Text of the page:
It is certainly clear that things will never be the same between the state and the people in Iran.  As Nobel Peace Laureate Shirin Ebadi affirms in a recent interview with Foreign Policy Magazine, its nonsense to think of the protest movement as a tiny group of educated elites in Tehran angry about a stolen election.  The discontent has spread from city to hinterland, from students in universities to those studying in religious seminaries.  It is no longer about an electoral debacle- this was only the spark that released pent up dissatisfaction.  Dissatisfaction with  the fundamental nature of the regime itself.

It is no longer a fanciful dream for ordinary Iranians to begin to imagine a different Iran, one where simple freedoms and full acceptance by the global community of nations are a reality.  But what will this new Iran look like?  And how will it act?  The answer is a bit more complicated than one might think.

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“This Soil is Ours” reads the caption below the cartoon above, displayed during the annual Quds (Jerusalem) Day demonstrations in Iran, when the clerical regime likes to whip up support against the Israeli occupation of Palestinian lands, diverting attention from very real problems at home.  This year, however, the Iranian people did not toe the government line, God bless them (it does not matter which God.  Muslim, Jewish, Christian, Zoroastrian, Bah’ai.  Iran has worshipped all of them for longer than most and will continue to do so far into the future).  Notice there are two unveiled women above, side by side, one wearing the signature checkered Palestinian Kafiya shawl, the other draped in the green scarf of the Iranian opposition movement.  When the mullahs talk about unjust occupation these days, Iranians turn the rhetoric and vitriol inward, referring to their own country as a prime example.

As President Obama announces his escalation of the Afghan war, it is important for Americans to remember this simple truth.   You don’t need foreigners for a people to feel occupied, especially in a region littered with regimes that don’t derive their power from their own people.  Occupation is more than just a physical reality, it is a perception, and above all, a mindset.  In Afghanistan, the occupation will continue long after the last U.S soldier leaves.  This is because large swaths of Afghans do not consider the Karzai government their own.  There are a variety of reasons for this- ethnic cleavages, the complete absence of a functioning government for much of its recent history, the  wholesale corruption and rapacity of its officials who view election victory as license to prey upon their constituents.  We should set our expectations: this is not something that the U.S. experiment in Afghanistan will fix.  Afghans will need to solve this for themselves and it will take a lot longer than the typical Western fiscal or news cycle can provide for.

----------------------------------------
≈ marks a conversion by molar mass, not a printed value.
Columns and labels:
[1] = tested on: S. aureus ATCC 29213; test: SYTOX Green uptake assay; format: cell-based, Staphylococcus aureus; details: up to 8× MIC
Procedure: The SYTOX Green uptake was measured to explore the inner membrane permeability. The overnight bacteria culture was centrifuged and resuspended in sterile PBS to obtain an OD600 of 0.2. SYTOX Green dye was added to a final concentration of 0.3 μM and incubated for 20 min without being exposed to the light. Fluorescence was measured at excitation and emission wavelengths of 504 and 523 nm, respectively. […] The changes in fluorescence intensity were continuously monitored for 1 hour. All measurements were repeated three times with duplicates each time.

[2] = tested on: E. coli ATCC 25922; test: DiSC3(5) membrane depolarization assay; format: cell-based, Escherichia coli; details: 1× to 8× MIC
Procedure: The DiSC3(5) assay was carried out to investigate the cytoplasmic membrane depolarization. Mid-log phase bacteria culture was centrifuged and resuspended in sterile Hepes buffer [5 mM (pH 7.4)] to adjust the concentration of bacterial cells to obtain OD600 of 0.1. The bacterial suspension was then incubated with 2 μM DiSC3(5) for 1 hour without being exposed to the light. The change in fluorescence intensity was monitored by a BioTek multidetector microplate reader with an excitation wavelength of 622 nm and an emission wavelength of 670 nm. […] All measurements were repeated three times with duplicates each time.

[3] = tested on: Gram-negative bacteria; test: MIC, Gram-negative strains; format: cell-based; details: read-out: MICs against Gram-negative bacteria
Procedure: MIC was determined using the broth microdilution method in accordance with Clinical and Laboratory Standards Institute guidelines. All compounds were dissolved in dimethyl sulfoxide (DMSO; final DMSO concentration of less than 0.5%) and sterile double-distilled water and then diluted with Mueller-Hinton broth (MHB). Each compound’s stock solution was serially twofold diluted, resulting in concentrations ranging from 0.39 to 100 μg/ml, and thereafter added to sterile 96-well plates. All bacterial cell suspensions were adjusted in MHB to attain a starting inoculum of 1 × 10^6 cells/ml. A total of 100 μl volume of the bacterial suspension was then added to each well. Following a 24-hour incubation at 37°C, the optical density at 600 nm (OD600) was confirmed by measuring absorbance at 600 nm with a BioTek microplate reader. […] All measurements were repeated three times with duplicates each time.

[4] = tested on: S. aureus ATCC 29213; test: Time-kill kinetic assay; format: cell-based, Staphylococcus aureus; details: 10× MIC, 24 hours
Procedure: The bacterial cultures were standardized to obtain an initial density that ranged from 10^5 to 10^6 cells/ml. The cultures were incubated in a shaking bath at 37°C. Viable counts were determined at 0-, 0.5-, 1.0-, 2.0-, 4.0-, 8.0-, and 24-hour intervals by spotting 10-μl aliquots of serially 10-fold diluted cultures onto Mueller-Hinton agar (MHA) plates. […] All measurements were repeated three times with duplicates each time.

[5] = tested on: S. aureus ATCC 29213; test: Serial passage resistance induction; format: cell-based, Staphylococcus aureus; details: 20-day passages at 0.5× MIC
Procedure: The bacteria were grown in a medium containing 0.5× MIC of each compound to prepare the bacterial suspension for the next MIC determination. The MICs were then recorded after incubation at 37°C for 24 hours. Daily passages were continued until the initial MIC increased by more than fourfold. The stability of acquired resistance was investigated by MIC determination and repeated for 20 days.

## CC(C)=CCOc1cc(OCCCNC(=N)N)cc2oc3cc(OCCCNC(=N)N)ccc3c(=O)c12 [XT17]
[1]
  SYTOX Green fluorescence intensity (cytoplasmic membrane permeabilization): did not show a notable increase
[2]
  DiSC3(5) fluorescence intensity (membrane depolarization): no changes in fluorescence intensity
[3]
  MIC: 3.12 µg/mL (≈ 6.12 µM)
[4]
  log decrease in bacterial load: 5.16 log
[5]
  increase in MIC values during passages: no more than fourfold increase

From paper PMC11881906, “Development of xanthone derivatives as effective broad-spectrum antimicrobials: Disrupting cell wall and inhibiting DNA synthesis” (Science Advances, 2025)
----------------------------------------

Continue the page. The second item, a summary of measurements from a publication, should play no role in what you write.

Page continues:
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Over the weekend, Western news sources didn’t seem much interested in Mir Mousavi’s reaction to Ahmadinejad’s recent nuclear “deal” to ship Iranian uranium overseas, even before it began to unravel.   Why not?  The Green Revolution’s moderate poster boy has been the belle of the ball over the last 5 months any time analysts wanted to point to Iran’s liberal masses, the younger generation clamoring for Western freedoms and peaceful coexistence with the world.  Why ignore him now?  Perhaps it was because Mousavi’s comments about the nuclear deal weren’t so moderate: “The discussions in Geneva were really surprising and if the promises given (to the West) are realised then the hard work of thousands of scientists would be ruined.”

What?  Isn’t this guy supposed to be the friendlier face of Iran, the Great White Hope for an end to the brutality and dictatorship of the mullahs?  He may very well be.  But it turns out that Mousavi, like the millions of Iranians he represents, sees no contradiction in agitating for a free, globally integrated Iran at the same time as he fiercely protects Iran’s right to develop nuclear power and even nuclear weapons.